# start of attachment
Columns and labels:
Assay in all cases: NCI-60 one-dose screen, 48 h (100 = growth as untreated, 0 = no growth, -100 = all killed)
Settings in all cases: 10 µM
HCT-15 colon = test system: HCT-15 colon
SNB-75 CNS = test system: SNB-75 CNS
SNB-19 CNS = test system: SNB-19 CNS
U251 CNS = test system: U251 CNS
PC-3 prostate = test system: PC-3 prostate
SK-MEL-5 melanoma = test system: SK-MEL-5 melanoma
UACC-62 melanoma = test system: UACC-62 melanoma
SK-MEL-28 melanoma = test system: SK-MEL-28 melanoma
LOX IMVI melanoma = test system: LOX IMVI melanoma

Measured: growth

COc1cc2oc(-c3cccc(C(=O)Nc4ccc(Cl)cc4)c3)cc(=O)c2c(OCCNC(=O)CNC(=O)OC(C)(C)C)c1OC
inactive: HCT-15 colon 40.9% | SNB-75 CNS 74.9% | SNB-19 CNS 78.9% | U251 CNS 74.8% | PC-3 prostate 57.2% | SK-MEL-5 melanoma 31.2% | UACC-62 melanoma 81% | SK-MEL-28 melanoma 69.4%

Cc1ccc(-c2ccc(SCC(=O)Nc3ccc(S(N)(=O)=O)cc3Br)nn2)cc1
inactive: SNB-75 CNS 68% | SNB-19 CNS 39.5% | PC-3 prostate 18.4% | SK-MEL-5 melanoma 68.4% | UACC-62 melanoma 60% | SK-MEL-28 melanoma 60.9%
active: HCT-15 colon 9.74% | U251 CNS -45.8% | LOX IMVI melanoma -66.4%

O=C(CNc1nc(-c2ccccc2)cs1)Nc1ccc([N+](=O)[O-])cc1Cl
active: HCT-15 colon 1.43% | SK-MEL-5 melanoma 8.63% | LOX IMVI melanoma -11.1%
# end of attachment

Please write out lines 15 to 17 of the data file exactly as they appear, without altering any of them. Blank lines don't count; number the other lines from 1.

inactive: HCT-15 colon 40.9% | SNB-75 CNS 74.9% | SNB-19 CNS 78.9% | U251 CNS 74.8% | PC-3 prostate 57.2% | SK-MEL-5 melanoma 31.2% | UACC-62 melanoma 81% | SK-MEL-28 melanoma 69.4%

Cc1ccc(-c2ccc(SCC(=O)Nc3ccc(S(N)(=O)=O)cc3Br)nn2)cc1
inactive: SNB-75 CNS 68% | SNB-19 CNS 39.5% | PC-3 prostate 18.4% | SK-MEL-5 melanoma 68.4% | UACC-62 melanoma 60% | SK-MEL-28 melanoma 60.9%